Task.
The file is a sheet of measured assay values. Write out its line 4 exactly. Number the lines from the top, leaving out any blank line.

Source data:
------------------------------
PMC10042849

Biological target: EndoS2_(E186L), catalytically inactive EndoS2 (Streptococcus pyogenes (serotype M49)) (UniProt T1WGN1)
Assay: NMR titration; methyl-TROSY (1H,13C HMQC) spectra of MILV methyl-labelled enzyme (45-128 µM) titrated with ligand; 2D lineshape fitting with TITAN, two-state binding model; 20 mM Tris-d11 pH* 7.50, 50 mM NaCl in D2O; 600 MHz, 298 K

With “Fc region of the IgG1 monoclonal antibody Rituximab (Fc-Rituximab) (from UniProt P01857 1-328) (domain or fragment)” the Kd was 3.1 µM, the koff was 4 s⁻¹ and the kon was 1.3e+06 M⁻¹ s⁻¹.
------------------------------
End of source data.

With “Fc region of the IgG1 monoclonal antibody Rituximab (Fc-Rituximab) (from UniProt P01857 1-328) (domain or fragment)” the Kd was 3.1 µM, the koff was 4 s⁻¹ and the kon was 1.3e+06 M⁻¹ s⁻¹.